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Does the birthday problem change if we only take people from the same year (e.g. a classroom)?

Intuitively I think it does, because you have more probabilities to have two people born in different years on the same day and month than to have them on the exactly same date. But with only intuition and no demonstration, this is a weak argument.

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    $\begingroup$ Count for what? Please tell us what kind of problem you are dealing with. $\endgroup$ – Ruthger Righart May 29 '15 at 11:53
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    $\begingroup$ I don't think it matters, as long as the probability of being born on a specific date does not change over time. $\endgroup$ – George May 29 '15 at 12:52
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    $\begingroup$ The birthday problem just refers to day of year. $\endgroup$ – Nick Cox May 29 '15 at 14:00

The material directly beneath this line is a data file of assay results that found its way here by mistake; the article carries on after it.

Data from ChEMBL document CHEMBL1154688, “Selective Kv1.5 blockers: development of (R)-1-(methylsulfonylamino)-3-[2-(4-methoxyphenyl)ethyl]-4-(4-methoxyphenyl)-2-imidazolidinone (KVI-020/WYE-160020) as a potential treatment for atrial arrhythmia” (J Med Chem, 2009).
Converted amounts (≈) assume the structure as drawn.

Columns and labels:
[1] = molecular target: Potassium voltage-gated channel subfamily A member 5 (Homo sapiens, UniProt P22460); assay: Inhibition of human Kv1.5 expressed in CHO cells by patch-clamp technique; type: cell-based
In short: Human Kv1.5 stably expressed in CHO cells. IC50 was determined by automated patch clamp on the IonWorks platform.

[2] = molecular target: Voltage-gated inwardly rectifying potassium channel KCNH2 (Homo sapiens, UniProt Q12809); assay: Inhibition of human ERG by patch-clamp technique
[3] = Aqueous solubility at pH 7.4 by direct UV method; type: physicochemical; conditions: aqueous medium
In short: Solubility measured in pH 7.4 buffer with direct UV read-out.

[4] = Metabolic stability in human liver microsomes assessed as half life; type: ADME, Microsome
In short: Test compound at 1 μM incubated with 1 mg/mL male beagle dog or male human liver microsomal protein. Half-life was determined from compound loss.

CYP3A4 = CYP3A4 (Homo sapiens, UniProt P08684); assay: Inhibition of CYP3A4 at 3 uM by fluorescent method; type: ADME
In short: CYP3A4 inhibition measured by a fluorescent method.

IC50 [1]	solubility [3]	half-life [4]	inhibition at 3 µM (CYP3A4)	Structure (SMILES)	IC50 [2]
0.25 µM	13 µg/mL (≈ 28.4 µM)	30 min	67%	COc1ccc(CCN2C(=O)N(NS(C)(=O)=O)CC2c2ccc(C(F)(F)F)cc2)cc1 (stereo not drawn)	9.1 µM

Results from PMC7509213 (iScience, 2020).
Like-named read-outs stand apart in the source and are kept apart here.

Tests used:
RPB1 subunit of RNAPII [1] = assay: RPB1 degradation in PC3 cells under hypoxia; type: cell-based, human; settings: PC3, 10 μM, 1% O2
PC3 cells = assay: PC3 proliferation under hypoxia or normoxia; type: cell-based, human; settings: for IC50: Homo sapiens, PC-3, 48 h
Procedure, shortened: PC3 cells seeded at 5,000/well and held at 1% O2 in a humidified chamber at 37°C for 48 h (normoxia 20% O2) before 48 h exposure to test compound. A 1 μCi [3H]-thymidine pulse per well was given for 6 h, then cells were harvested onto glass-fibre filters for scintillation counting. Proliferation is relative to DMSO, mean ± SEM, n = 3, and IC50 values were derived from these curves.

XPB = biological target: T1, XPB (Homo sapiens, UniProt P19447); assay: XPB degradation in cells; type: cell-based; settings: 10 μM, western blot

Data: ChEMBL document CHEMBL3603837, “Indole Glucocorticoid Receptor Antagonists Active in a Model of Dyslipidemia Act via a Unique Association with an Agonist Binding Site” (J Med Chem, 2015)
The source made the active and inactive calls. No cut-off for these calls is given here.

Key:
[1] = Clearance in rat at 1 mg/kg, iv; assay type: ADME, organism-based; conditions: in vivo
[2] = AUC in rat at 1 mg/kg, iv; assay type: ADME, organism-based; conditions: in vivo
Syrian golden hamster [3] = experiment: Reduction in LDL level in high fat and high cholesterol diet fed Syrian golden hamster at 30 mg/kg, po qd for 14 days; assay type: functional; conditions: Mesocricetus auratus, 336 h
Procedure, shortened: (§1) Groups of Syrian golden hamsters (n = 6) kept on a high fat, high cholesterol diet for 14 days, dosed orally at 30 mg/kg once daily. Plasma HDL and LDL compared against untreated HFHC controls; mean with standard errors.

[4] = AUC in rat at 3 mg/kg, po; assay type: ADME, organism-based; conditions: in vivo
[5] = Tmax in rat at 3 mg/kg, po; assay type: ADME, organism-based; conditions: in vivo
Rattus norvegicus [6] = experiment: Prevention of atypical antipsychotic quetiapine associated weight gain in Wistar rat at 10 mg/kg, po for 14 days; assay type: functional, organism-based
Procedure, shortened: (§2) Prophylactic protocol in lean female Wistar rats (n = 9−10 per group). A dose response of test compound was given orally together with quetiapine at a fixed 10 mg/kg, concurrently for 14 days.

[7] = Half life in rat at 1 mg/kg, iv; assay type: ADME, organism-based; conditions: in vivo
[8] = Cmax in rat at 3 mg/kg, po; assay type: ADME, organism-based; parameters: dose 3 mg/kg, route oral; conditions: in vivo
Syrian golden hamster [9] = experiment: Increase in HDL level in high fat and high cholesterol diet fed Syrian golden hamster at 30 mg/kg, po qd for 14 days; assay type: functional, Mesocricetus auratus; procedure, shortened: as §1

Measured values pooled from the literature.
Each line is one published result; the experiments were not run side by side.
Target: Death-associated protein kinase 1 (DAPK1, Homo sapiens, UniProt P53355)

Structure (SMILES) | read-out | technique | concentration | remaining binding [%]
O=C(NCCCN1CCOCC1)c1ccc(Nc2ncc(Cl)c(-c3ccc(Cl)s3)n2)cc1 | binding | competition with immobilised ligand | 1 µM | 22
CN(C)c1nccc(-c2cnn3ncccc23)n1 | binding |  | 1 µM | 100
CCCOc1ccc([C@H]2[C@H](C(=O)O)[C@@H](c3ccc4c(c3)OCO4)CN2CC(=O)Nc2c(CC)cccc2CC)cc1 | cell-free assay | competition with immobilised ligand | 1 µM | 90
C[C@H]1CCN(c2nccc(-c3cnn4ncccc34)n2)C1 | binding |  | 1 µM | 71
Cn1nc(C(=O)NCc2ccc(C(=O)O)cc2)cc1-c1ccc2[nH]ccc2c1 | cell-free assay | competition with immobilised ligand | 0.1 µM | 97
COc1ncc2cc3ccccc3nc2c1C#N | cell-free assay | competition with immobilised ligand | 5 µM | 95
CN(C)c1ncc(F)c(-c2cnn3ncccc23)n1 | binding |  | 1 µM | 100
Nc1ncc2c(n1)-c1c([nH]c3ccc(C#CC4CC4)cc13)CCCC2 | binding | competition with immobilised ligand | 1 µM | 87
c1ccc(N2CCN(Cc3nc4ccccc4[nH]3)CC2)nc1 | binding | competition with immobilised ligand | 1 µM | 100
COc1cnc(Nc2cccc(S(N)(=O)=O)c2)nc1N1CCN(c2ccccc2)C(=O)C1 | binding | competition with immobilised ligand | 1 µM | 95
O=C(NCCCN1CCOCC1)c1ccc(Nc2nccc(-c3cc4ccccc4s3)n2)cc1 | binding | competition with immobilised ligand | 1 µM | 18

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It actually does not. The birthday "problem" as usually stated (there's actually no problem...) only relies on days of the year (and an independence assumption).

Most of the time intuition in statistics must be double-checked by calculation, in here the calculation (no matter how you do it), does not use the year, hence the problem is independent from the year.

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